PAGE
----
Monday, December 26, 2016

Quest for the Cure Breast Cancer Treatment - Case Study Lisa

The Patient of the Future

left breast cancer
In August 2000, Lisa Bridges, age 43, was diagnosed with cancer in her left breast. The tumor was small and was located in the lower inner quadrant. She was treated with a modified radical mastectomy because three nodes from the left axilla contained metastases and there was extranodal extension into the perinodal fat with focal intravascular invasion. The tumor was ER2, PR2, and HER21 with a 31 score.

The following month, she consulted a medical oncologist in Evansville, IN who recommended that she receive adjuvant chemotherapy to be followed by radiation therapy to the peripheral lymphatics and the chest wall. An adjuvant therapy program was begun that month that consisted of the undeservedly popular AC 34, followed by consolidation with Taxol as a single agent 34. Fortunately, Adriamycin was administered by continuous infusion and the adjuvant program was completed without incident.

On a routine a follow-up examination in August 2002, a mass was discovered in Lisa’s left upper lung. Lung tissue obtained by needle biopsy showed a poorly differentiated adenocarcinoma consistent with metastatic high-grade breast cancer. Several other sites were suspicious for metastases, including the hilum of the right lung and the 11th and 12th thoracic and 5th lumbar vertebrae. Lisa was started on weekly Herceptin (trastuzumab), a monoclonal antibody that blocks the HER2 receptor. Meanwhile, she visited MDA, Memorial Sloan-Kettering, Vanderbilt, and the University of Indiana. Each facility turned her down because they did not have an ongoing treatment protocol for which she was eligible.

In January 2003, Navelbine (vinoralbine), a vinca alkaloid that blocks dividing cells was added to her therapeutic regimen and Lisa first consulted Blumenschein later that month. His initial move was to refer her to Dr. Dan Meyer, a thoracic surgeon in Dallas, who was willing to attempt surgical removal of her lung metastasis. One week later, he operated and got her lung into a complete remission.

However, a major question was, how would resection of the lung lesion benefit a patient who had other sites of cancer spread? So Blumenschein used TAC 36 for induction and FUMEP 32 for consolidation adjuvant chemotherapy. Herceptin, which had been discontinued preoperatively, was restarted weekly with Navelbine, but had to be stopped after four doses because of declining cardiac function. Testing in the summer of 2003 showed blastic healing of the thoracic vertebrae and radiation oncologists proceeded with radiation therapy consolidation.

By September 2003, Lisa’s hilar lymph nodes were becoming a problem and radiation therapy was called into action once again.  Unfortunately, this resulted in radiation pneumonitis for which she had to receive steroid therapy. In July 2004, Lisa’s pleura-based lesion returned. By November 2004, it had increased by 70% and a pleural nodule was surgically removed. Although this nodule showed no evidence of cancer, the surgery was repeated in January 2005 and cancer was present.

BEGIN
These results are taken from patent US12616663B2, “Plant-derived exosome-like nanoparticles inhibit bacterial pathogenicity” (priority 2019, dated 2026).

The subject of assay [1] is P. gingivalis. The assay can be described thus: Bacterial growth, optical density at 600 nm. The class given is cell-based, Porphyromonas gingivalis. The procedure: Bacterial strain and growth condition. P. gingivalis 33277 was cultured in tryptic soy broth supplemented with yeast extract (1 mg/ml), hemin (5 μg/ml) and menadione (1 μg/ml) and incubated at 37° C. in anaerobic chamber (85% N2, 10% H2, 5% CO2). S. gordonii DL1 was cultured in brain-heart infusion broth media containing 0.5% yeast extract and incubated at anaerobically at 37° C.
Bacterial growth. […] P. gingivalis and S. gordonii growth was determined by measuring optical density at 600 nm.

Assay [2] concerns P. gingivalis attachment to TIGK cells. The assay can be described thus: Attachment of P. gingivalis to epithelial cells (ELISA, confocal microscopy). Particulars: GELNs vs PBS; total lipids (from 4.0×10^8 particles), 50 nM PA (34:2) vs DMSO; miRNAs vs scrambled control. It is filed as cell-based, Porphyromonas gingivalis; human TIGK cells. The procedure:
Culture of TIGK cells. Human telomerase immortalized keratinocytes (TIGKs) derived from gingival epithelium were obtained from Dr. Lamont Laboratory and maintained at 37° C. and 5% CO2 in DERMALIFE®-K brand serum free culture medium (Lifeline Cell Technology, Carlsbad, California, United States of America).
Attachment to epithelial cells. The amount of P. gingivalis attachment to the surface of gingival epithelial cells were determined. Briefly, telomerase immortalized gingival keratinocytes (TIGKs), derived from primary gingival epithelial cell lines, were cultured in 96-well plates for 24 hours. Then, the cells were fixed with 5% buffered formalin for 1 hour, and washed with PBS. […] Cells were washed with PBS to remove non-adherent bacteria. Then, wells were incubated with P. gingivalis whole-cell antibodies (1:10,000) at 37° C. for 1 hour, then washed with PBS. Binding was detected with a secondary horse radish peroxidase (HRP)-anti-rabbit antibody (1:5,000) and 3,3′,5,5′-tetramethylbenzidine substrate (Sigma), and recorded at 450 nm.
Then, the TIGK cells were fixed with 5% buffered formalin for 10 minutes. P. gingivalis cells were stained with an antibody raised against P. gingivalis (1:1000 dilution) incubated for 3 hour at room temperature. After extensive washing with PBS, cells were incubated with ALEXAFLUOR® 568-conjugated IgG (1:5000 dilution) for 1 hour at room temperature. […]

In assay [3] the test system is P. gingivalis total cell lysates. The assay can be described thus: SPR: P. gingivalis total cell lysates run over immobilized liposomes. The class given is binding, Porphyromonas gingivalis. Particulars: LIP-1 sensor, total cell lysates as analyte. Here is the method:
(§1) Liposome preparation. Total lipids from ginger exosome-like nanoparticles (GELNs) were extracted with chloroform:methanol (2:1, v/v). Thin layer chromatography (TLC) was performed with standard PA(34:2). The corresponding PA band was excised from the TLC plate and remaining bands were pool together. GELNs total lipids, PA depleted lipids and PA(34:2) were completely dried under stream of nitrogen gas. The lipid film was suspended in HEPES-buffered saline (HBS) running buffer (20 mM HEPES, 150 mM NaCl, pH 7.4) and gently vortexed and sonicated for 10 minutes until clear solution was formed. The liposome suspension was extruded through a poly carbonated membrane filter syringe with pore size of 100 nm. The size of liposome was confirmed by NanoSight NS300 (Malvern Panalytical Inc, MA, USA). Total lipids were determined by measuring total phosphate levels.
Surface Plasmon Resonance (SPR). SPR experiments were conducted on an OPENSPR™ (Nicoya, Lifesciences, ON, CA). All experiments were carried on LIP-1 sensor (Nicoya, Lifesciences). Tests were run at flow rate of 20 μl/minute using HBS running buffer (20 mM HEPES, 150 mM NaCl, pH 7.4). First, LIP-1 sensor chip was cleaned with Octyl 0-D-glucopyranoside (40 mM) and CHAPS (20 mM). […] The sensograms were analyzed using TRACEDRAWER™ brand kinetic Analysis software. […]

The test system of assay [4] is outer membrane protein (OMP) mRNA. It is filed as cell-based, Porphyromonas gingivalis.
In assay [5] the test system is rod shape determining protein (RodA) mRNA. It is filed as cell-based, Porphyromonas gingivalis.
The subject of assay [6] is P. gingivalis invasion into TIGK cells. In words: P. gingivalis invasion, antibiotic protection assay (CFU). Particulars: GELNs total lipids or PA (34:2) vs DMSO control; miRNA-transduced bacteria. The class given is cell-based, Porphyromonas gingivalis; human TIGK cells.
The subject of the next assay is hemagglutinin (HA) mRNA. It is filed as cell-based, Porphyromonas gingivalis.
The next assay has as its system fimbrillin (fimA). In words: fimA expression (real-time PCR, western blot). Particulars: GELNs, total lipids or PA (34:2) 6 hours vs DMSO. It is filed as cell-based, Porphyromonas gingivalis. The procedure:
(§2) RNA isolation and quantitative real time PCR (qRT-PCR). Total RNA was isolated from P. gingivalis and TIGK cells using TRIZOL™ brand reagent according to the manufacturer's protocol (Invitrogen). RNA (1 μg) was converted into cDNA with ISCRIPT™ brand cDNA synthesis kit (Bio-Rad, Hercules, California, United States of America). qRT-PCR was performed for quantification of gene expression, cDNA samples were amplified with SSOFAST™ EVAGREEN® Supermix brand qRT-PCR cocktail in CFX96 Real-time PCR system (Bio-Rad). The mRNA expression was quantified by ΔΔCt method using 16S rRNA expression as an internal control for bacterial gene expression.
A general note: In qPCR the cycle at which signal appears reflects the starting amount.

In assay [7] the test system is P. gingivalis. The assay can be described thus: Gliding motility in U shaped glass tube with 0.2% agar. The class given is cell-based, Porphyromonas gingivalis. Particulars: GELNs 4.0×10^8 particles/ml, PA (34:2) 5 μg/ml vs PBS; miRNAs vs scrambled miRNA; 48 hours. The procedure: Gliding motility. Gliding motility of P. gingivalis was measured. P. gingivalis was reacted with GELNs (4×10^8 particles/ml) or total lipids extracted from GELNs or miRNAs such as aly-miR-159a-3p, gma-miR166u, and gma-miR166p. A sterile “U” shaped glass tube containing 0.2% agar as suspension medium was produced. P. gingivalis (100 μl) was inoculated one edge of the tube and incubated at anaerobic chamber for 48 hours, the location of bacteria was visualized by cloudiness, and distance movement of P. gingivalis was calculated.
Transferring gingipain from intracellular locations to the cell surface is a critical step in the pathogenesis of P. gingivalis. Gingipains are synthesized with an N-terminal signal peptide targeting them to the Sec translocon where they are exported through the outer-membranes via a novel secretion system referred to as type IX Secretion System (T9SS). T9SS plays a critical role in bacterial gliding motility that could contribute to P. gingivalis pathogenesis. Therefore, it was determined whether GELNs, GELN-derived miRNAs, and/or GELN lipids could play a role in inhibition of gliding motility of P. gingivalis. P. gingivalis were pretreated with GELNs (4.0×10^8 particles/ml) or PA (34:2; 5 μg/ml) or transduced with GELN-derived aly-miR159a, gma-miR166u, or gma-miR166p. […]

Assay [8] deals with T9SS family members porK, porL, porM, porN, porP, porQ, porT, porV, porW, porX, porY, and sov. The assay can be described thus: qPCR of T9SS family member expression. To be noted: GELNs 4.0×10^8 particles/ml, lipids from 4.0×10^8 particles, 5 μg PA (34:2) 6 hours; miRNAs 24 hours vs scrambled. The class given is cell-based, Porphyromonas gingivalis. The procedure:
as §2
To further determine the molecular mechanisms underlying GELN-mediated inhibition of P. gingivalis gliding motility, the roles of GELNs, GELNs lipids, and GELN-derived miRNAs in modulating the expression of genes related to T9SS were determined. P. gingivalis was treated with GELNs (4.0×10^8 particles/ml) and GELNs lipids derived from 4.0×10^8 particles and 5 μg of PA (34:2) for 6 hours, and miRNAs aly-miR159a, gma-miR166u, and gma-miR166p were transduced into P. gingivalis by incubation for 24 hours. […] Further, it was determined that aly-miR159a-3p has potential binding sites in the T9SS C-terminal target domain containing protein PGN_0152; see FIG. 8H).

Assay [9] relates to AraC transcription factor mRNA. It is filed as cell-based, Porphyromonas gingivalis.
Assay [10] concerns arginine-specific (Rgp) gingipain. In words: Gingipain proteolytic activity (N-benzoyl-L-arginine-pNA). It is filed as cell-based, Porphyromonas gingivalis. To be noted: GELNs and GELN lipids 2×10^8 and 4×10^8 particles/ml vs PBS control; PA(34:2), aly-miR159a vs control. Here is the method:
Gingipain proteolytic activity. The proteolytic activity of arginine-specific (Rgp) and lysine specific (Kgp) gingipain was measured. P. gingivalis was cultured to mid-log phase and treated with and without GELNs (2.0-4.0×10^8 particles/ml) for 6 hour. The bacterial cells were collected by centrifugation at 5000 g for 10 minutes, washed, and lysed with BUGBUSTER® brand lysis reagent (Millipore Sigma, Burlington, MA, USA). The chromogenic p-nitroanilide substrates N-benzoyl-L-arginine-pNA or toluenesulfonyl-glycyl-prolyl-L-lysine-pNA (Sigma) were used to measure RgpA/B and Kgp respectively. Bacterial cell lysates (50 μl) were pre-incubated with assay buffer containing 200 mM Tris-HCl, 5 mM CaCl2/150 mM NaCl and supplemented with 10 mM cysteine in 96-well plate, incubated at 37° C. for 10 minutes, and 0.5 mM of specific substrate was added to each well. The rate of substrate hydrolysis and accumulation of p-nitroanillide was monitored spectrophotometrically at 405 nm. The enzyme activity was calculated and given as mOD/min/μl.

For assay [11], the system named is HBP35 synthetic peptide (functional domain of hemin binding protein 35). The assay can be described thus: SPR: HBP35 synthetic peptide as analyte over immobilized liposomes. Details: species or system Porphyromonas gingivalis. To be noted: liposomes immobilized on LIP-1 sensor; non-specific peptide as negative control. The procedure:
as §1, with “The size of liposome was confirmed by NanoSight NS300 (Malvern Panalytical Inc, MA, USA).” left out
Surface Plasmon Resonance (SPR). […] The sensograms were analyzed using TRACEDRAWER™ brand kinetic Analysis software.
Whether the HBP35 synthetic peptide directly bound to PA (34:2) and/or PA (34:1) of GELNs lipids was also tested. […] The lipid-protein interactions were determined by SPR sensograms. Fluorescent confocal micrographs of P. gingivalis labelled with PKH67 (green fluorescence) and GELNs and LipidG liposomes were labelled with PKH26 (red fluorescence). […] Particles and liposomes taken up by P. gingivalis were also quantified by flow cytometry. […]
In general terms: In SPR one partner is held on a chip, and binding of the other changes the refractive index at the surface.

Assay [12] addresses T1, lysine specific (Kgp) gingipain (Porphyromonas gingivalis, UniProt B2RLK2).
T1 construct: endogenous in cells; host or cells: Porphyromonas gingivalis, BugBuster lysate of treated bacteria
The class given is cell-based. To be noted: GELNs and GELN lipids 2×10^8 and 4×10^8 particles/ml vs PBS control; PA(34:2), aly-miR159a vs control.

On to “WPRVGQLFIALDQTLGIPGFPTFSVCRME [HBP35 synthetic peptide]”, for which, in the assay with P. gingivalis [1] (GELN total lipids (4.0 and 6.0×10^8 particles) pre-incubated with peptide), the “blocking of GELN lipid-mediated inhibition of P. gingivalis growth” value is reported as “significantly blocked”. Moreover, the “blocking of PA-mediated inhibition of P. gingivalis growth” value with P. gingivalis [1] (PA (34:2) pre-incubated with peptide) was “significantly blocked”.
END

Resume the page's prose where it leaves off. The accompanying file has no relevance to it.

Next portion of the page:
In November 2005, the lung lesion was again growing and Herceptin therapy was resumed. This time it was given with Abraxane, a formulation of paclitaxel bound to albumin. Seven months later, Lisa’s chest scans had cleared and Abraxane was discontinued. Herceptin was continued every week until October 2006, when it again had to be stopped because of decreasing cardiac function. At that time, she was considered to be in complete remission. Herceptin was restarted when Lisa’s cardiac function improved but had to be discontinued again in November 2007 when her cardiac function deteriorated again. At this time, restaging studies showed NED. Herceptin was resumed from January 2008 through July 2008 at which time the staging studies continued to show NED.

Lisa is going to require aggressive follow-up. By my dated criteria she may not be cured, but could be classified as in Herceptin-maintained complete remission in Abraxane complete remission or in Abraxane complete remission maintained by Herceptin. In this sense, Lisa Bridges is the patient of the future who never completely eradicates cancer clones but may control them with intermittent or continuous therapy. There is the possibility that the pattern of behavior demonstrated by Lisa’s cancer will direct us toward a new strategy of maintenance therapy built around drugs like Herceptin that have specific targets.

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